(732c) A Cybernetic Approach to Modeling Lipid Metabolism in Mammalian Cells | AIChE

(732c) A Cybernetic Approach to Modeling Lipid Metabolism in Mammalian Cells


Aboulmouna, L. - Presenter, Purdue University
Ramkrishna, D., Purdue University
Gupta, S., University of California, San Diego
Subramaniam, S., University of California, San Diego
DeVilbiss, F. T., Purdue University
The goal-oriented control policies of cybernetic models have been used to predict metabolic phenomena ranging from complex substrate uptake patterns and dynamic metabolic flux distributions to the behavior of gene knockout strains. The primary logic to this approach is to understand the dynamics of how a system evolves in a regulatory manner towards an objective. Cybernetic theory builds on the perspective that metabolic regulation is organized towards achieving goals relevant to an organism’s survival or performing specific biological functions. For example, in multi-substrate cultures of E. coli, cells invest resources into enzymes for pathways which maximize their growth rate. While goal-oriented control has successfully yielded the prediction of numerous metabolic phenomena, the control policy itself has not been compared with data for metabolic regulation.

In this work, we build on preliminary work done by Ramkrishna et al. in using cybernetic control variables weighed against gene expression data (an indicator of cellular regulation) in bacterial systems and apply that to mammalian systems. We model the dynamic behavior of prostaglandin formation from arachidonic acid in the mouse macrophage RAW 264.7 cells stimulated by lipopolysaccharide resulting in inflammation and/or compactin, a statin drug. Prostoglandins are a well characterized set of inflammatory lipids derived from arachidonic acid. They are widely studied due to their influence on inflammation and related functions. Statin drugs are used by 93% of adults on cholesterol-lowering medication in the United States1, and while intended to reduce cholesterol levels in human physiology, the consequences to inflammatory metabolism are largely unknown making this system a good case study.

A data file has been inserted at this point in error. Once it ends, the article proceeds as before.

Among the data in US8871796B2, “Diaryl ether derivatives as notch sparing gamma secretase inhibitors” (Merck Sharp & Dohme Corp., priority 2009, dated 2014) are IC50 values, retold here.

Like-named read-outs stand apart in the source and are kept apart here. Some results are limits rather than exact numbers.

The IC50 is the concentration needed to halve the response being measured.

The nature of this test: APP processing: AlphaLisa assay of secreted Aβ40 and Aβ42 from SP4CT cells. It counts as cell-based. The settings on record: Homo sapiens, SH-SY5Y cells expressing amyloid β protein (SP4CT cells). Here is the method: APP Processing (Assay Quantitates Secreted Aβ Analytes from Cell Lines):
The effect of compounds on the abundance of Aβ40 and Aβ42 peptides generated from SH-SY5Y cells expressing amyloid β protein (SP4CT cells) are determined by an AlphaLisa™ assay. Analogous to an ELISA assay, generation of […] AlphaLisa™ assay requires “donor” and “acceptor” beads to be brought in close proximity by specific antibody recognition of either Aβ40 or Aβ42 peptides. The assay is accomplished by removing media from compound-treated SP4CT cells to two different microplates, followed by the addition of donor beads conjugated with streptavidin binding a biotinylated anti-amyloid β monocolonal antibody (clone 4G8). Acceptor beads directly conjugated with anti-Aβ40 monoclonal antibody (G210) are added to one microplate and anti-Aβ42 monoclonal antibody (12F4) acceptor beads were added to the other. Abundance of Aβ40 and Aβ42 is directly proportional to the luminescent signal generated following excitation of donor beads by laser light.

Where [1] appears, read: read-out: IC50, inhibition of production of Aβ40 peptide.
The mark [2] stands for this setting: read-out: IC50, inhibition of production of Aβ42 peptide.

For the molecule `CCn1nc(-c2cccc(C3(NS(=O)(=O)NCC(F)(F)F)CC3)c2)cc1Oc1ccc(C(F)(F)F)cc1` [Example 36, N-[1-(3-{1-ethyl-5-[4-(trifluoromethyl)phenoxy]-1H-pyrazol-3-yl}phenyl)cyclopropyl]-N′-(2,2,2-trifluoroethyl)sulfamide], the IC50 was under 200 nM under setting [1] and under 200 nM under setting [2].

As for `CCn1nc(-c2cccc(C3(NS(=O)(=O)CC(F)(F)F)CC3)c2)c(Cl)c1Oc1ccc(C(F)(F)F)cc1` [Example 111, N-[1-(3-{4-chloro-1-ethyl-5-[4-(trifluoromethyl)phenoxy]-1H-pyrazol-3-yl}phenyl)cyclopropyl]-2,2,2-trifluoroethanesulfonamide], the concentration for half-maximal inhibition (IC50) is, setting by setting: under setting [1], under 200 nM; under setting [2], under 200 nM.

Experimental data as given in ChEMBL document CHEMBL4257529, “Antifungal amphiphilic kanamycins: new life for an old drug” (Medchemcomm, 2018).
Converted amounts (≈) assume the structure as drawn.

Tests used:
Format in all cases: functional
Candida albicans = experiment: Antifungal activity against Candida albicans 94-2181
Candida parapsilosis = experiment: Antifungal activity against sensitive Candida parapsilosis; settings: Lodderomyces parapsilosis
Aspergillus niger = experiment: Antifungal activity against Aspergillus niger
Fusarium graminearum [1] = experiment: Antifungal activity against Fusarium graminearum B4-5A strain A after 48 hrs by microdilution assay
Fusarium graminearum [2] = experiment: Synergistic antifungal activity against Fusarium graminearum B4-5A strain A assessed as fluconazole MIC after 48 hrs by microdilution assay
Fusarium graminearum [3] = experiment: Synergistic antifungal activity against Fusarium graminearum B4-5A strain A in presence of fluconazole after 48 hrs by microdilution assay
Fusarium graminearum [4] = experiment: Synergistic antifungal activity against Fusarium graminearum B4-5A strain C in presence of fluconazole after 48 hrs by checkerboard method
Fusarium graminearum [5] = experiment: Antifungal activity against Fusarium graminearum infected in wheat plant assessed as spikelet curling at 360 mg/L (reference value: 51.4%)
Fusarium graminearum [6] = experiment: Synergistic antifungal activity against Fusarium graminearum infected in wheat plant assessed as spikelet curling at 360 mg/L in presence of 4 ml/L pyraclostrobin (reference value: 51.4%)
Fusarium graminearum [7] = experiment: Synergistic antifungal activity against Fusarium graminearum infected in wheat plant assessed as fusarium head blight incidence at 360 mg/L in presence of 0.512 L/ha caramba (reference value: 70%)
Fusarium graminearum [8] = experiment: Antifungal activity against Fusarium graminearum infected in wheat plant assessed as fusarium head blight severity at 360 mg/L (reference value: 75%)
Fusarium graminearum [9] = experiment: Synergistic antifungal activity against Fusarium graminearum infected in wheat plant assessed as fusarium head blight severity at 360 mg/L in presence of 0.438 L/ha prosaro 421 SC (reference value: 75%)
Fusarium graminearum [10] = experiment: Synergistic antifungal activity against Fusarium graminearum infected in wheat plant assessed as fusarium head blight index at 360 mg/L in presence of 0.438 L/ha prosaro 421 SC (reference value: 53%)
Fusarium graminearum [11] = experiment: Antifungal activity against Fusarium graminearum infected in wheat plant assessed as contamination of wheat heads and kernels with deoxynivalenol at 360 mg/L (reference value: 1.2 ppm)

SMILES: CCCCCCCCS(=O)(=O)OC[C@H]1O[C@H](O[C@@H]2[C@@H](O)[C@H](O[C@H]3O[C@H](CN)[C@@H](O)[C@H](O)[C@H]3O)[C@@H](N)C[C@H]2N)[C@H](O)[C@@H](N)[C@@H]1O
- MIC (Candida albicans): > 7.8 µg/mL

1. Gu Q, Paulose-Ram R, Burt VL, Kit BK (2014) Prescription cholesterol-lowering medication use in adults aged 40 and over: United States, 2003–2012. NCHS Data Brief: 1–8